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Alternate history

This article deals with the genre of fiction commonly known as alternate history. For the branch of history that deals academically with speculative alternate histories, see Virtual history.

Alternate history is a type of science fiction in which the basic premise is that some specific historical event never happened, or happened differently (compare future history). Stories set in a future which has since come and passed (such as George Orwell's 1984) are not alternate history.

Table of contents
1 Overview
2 Published Alternate Histories
3 Online Alternate Histories
4 See also
5 External link


Warning: Wikipedia contains spoilers

Currently the most prolific practitioner of this type of fiction is Harry Turtledove, whose books include a series in which the South did not lose the American Civil War. Other stories by this author include the premise that America had not been colonised from Asia during the last Ice Age; as a result, the continent still has living mammoths and prehuman species. See also steampunk.

The earliest example of alternate history appears to be Book IX, sections 17-19, of the Livy's History of Rome from Its Foundation. He contemplates the possibility of Alexander the Great expanding his father's empire westward instead of east, and attacking Rome in the 4th century BC. (Livy was a patriotic Roman -- Alexander loses.)

In "The Forfeited Birthright of the Abortive Far Western Christian Civilization," Arnold J. Toynbee describes a world in which the Franks lost to the Muslims at the Battle of Tours in 732.

Winston Churchill wrote an essay entitled "If Lee Had Not Won the Battle of Gettysburg" that considers what sort of world would have resulted if the North had won the American Civil War -- from the point of view of a historian in a world where the Confederacy had won.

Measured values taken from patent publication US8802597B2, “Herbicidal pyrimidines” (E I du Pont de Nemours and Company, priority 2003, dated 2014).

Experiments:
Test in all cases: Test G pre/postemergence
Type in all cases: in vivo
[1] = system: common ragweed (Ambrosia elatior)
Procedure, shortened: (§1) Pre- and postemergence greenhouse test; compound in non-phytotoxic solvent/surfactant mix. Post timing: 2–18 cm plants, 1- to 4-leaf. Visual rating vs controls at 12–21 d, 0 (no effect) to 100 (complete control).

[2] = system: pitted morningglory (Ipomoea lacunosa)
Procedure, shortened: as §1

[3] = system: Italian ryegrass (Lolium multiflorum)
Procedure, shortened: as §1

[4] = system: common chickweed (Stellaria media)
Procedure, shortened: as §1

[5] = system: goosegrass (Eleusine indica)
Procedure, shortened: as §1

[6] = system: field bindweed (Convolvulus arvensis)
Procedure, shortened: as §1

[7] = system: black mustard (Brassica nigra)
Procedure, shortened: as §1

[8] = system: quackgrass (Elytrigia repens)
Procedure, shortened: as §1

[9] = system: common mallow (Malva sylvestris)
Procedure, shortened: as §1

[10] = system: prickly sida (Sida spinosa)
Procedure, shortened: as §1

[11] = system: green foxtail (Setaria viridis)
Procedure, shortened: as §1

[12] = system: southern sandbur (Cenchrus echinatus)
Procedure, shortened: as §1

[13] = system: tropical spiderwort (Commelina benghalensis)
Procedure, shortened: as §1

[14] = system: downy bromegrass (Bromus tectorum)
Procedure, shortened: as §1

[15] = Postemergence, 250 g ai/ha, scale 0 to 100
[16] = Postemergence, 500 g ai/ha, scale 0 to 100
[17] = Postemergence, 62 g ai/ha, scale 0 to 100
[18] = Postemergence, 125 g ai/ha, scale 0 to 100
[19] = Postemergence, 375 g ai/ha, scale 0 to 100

The key change between our history and the alternative history is known as the "Point of divergence"(POD)." In Philip K. Dick's "Man in the High Castle", the POD is the attempted assassination of Franklin Roosevelt in Miami in 1933. In our reality, this attempt failed. In Dick's novel, and in other Nazis-win-the-war scenarios, Roosevelt's death results in an America wracked by the Great Depression and holding tight to its neutrality, thus causing Great Britain to fall. The theory of the multiverse posits that PODs occur every instant, springing off parallel universes for each instance.

Historians also speculate in this manner; this type of speculation is known commonly as counterfactuality. There is considerable debate within the community of historians about the validity and purpose of this type of speculation.

In 1995, The Sidewise Award for Alternate History was established to recognize best Long Form (novels and series) and best short form (stories) within the genres. The award is named for Murray Leinster's story "Sidewise in Time."

For alternate histories which some assert to be factual rather than speculative, see conspiracy theory and historical revisionism.

Published Alternate Histories

Online Alternate Histories

soc.history.what-if is a usenet newsgroup devoted to discussing alternate histories. This newsgroup has spawned a number of interesting alternate timelines:

In online alternate history, the timeline is usually referred to by the abbreviation ATL (Alternate Time Line), as contrasted with OTL (Our Time Line) which refers to real history.

See also

External link